How to Select a Financial Aid Package

How to Select a Financial Aid Package with Young worried woman asking for help.

Once you’ve applied for financial aid, you will receive a letter from the school’s financial aid office outlining the award offered. This financial aid package is intended to help you fill the gap between your ability to pay for college and the cost of attendance.

Presented by Tom Kennedy, CFP®:

Award Letter Basics

Financial aid award letters explain in detail the type of aid available—generally, scholarships and grants, loans, and work-study. The award letter should also include the dollar amount of the contribution expected from your family, the amount of financial need that the college is meeting, how and when the funds will be dispersed, and any additional documentation you need to submit. Of course, each award letter is different, and the aid that you are offered can vary dramatically from school to school. Thus, it’s important to understand the various types of financial aid so that you can conduct a fair comparison of different aid packages.

  • Scholarships, grants, and tuition waivers. Aid in the form of federal grants, scholarships, and tuition waivers is a valuable part of any award, but you should carefully consider the conditions for receiving these funds. For example, the college may reduce need-based aid if you receive outside award money, such as a scholarship from a local club. It’s also not unusual for a school to require a certain level of academic performance, such as maintaining a minimum GPA, to retain the financial award.
  • Evaluate the repayment policies, interest rates, and other costs associated with government and private loans. Federal loans tend to have lower interest rates and more favorable repayment terms. Certain loans—such as unsubsidized Stafford loans, federal PLUS loans, and private student loans—are available to every student, at every school, without regard to financial need. These loans can help families pay for their expected contribution, but students and parents should borrow only what is needed and what they can repay.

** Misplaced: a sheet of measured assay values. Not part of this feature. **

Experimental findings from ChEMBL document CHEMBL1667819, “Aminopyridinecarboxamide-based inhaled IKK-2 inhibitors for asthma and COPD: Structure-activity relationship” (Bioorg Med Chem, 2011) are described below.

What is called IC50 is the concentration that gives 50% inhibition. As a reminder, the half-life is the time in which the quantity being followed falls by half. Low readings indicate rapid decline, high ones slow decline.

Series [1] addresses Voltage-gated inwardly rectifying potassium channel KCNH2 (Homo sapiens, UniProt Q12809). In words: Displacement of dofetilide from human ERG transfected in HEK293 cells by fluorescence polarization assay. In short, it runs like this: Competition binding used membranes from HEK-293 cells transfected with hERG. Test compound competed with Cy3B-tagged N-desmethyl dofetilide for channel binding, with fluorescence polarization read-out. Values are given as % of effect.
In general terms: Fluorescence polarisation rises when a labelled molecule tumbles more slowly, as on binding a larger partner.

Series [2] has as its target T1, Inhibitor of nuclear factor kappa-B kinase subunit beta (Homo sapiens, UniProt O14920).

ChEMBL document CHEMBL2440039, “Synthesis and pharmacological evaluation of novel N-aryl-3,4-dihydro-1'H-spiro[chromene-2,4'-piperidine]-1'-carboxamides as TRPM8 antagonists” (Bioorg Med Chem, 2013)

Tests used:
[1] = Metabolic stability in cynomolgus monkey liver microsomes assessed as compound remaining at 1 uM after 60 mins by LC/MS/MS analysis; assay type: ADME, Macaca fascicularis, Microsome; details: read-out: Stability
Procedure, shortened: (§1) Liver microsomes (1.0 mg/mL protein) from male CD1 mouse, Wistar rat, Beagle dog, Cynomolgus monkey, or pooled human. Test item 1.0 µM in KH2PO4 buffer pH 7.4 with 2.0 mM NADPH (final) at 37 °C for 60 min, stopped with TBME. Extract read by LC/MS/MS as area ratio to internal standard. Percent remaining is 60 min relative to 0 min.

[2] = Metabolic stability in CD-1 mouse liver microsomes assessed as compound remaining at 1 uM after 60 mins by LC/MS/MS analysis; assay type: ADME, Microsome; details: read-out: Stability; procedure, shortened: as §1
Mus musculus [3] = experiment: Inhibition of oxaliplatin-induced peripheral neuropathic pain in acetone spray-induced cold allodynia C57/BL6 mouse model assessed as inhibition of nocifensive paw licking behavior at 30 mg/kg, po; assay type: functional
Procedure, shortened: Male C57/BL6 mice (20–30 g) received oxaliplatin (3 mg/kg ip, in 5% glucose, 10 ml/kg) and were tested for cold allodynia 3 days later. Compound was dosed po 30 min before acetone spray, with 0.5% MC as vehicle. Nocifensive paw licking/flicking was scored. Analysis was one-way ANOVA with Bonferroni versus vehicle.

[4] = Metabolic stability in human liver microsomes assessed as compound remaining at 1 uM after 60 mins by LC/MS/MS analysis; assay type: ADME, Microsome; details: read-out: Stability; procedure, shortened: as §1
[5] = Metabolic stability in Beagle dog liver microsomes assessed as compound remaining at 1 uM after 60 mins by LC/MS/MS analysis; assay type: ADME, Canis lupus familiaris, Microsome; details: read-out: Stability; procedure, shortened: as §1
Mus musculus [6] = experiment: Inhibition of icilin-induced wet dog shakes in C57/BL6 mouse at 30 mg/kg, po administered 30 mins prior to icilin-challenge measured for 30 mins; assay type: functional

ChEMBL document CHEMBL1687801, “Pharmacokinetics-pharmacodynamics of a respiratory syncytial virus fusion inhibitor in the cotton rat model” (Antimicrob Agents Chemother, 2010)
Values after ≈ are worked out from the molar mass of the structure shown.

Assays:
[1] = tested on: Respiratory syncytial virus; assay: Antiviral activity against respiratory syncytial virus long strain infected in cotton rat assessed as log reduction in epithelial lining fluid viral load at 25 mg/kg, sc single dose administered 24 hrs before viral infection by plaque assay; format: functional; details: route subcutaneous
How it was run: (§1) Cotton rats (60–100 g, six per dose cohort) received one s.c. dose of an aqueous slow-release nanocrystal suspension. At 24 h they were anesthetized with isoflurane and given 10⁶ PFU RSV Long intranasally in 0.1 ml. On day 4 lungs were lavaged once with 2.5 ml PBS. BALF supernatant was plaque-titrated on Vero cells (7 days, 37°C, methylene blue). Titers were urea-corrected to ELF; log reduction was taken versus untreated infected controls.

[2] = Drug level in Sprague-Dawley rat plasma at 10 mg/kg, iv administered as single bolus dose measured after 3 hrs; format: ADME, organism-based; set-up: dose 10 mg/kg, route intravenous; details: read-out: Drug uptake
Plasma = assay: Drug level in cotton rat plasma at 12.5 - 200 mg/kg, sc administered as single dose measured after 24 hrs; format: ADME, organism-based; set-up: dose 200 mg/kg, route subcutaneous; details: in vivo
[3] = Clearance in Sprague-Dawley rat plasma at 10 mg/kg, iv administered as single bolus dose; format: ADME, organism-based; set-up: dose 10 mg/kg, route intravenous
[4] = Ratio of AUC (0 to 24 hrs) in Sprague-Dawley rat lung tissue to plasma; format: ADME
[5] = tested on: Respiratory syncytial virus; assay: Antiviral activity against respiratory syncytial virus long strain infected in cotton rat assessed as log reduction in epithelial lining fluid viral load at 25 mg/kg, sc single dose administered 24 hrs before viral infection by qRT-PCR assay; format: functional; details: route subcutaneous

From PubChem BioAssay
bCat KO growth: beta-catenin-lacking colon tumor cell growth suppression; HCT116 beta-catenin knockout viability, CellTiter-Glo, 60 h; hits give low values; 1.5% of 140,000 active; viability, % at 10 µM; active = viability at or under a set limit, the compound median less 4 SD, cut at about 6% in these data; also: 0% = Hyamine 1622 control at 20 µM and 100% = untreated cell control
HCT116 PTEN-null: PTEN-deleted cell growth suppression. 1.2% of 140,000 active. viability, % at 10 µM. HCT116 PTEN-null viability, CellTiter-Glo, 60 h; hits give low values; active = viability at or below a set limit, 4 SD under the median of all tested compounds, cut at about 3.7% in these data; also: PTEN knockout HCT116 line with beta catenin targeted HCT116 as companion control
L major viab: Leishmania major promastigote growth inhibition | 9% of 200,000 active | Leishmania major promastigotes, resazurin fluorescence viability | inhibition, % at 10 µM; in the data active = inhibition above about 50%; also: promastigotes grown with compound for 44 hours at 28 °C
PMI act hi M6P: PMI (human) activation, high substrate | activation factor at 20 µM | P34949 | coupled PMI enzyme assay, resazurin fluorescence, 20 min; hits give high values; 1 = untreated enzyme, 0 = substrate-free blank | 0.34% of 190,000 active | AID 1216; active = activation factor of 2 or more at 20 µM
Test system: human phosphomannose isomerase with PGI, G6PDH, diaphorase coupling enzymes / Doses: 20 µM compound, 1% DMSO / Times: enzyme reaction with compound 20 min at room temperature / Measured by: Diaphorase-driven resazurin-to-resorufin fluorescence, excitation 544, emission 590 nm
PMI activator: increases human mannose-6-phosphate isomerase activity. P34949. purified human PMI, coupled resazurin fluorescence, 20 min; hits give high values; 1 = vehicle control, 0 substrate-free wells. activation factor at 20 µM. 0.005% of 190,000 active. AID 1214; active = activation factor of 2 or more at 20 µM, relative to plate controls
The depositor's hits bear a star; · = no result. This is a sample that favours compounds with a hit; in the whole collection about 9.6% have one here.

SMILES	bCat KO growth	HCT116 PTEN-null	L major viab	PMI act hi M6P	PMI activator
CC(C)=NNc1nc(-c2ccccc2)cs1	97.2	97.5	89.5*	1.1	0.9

• Work-study programs. Through work-study programs, students can earn money to help pay for college expenses without taking on additional debt. Generally, work-study programs outline the number of hours you will be required to work each week. It’s important to determine whether or not you can manage the time commitment required, whether the school offers the job directly, and how the work assignments are made.

Other Financial Aid Package Considerations

When evaluating financial aid packages, keep the following factors in mind:

  • Cost of attendance. The major components of a college’s cost of attendance are tuition and fees, room and board, books and supplies, local transportation, and personal expenses. If the college doesn’t itemize its cost of attendance or doesn’t show all of the components, ask the financial aid office for a full breakdown. Weigh the variance in these estimates by the school’s geographic location, your proximity to the school, and the school’s accuracy in estimating actual costs.
  • Award flexibility. Generally, students aren’t required to accept the entire financial aid package as offered. For example, a student may decline work-study or accept a loan for a reduced amount.
  • What happens in future years? Often, the aid award is good for only one year. Find out whether the college typically offers less gift aid and more loan aid after the freshman year. Also, determine whether scholarships are renewable for subsequent years and what the requirements are for renewal.
  • Be careful not to miss the deadline for accepting a financial aid package. If you need additional time to understand the award, explore other options, or make a difficult decision, ask the financial aid office to extend the response deadline. If you decide to decline an award, be sure to notify the financial aid office as soon as possible so that the award can be offered to another student. 

This material has been provided for general informational purposes only and does not constitute either tax or legal advice. Although we go to great lengths to make sure our information is accurate and useful, we recommend you consult a tax preparer, professional tax advisor, or lawyer.

Follow this link to learn more about paying for college.

Follow this link for tips on preparing for college. 


Tom Kennedy is a financial advisor located at Global Wealth Advisors 520 Post Oak., Suite 450, Houston, TX 77027. He offers securities and advisory services as an Investment Adviser Representative of Commonwealth Financial network®, Member FINRA  / SIPC, a Registered Investment Adviser. Financial planning services offered through Global Wealth Advisors are separate and unrelated to Commonwealth. He can be reached at (832) 649-8111 or at

© 2022 Commonwealth Financial Network®

Back To Blog